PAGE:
The First 100 Days in a New Job

new jobEx-Citigroup executive Steven Freiberg was recently tapped to become the new CEO of E-Trade, a company that experienced severe losses due to risky mortgage investments during the credit crisis and recession. His performance is sure to be followed closely by people close to the industry and the media during his first 100 days in his new job to see if he can create change within the organization.

Even if your new job is not CEO of a large, well-known company, your performance will also be watched more closely during your first 100 days on the job. If you have recently accepted a new position or hope to land a new position soon, here are some tips for managing those first critical 100 days.

-- Compare your salary to a CEO's.

  1. Study up. You prepared for your interviews by researching the company and understanding their strengths and challenges. Now that you are in the job, use the first 100 days to dig deeper into the company's mission, brand proposition, and reputation in the market. Read everything you can get your hands on that references the company.

  2. Crack the company code. When you begin a job at a new company, it can sometimes feel like you've just moved to a foreign country. Many companies have their own acronyms, lingo, inside jokes, etc. Try to buddy up with someone who can act as a translator to get you up to speed quickly.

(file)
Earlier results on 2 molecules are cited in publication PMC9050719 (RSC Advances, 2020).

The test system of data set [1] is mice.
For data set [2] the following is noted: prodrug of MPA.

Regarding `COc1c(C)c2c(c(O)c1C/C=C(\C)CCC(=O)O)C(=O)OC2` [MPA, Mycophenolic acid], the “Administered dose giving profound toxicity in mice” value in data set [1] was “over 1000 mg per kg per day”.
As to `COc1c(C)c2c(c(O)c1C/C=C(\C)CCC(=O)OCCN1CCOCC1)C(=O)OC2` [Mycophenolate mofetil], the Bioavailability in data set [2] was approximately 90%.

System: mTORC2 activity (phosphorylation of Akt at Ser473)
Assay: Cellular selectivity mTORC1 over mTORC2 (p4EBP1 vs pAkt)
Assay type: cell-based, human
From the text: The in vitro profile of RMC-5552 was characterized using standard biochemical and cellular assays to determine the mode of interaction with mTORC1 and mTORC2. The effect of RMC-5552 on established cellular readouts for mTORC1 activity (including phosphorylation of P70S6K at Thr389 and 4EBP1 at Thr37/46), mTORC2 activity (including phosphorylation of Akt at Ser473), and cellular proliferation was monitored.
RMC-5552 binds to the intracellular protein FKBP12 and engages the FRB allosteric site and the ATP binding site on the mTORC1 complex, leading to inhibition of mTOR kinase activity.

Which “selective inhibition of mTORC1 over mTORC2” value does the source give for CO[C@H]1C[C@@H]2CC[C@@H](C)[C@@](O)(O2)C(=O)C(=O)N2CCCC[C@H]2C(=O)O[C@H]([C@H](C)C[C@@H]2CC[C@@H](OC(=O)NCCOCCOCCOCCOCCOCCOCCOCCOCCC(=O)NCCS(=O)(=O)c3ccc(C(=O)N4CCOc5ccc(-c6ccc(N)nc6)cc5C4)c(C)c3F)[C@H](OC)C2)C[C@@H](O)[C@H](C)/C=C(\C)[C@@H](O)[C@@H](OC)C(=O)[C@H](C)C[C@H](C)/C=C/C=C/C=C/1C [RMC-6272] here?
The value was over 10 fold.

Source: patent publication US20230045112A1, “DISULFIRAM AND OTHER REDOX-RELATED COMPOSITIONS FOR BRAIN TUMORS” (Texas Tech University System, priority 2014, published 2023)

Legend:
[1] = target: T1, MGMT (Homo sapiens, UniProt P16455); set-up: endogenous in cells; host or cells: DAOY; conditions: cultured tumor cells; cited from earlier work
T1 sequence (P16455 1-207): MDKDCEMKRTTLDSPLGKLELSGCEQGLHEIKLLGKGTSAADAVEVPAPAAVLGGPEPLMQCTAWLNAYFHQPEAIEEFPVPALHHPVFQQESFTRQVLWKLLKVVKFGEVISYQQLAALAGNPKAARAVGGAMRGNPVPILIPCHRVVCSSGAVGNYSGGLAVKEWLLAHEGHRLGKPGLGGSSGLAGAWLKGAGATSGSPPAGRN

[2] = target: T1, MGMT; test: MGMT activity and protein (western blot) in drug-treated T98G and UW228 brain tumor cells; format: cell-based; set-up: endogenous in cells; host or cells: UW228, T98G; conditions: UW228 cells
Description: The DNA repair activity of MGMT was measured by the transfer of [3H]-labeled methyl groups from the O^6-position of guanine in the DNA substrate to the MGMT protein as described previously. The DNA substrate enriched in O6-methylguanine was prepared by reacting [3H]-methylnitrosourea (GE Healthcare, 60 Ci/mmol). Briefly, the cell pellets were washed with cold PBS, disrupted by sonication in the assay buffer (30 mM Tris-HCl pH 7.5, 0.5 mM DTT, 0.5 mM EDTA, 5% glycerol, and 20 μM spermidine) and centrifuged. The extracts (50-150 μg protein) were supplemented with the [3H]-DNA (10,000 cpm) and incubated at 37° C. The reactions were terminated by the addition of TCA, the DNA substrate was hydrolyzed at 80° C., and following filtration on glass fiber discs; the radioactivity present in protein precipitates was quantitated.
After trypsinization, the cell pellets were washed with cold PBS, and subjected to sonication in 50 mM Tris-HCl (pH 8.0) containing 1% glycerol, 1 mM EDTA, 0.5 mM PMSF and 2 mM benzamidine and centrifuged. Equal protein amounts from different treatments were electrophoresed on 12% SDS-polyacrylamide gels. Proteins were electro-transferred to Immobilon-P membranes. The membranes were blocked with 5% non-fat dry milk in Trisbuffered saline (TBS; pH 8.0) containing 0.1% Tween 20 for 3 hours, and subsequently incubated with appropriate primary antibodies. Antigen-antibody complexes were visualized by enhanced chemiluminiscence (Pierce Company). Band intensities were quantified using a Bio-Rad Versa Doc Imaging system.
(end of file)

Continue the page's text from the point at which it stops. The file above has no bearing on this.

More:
3. Showcase your strengths. You talked about your strengths during the interview process and leveraged past stories of success to prove your value-add. Take charge of a project you know you can deliver on and then make sure that you do.

  4. Document your accomplishments. It's never too early to start documenting job successes. One year from now, when it is time for your performance review, you want to be able to cite your accomplishments throughout the year, including those achieved within those first critical 100 days.

  5. Break bread with colleagues. A lot of critical information about the company will not be found in annual reports or monthly newsletters. In order to understand the unofficial rules, company politics, and corporate culture, you need to have ongoing conversations with both management and people in the trenches.

  6. Find a mentor. Connect with someone who is more senior than you and has significantly longer company tenure than you. A mentor can help you manage your career by putting you in front of the right people and exposing you to the right resources.

  7. Dress the part. Don't put away your interview suit just yet. Observe the dress code around you; but remember, you may still be scrutinized more closely than your colleagues. Play it safe and always choose an appropriate, but possibly more conservative, style.
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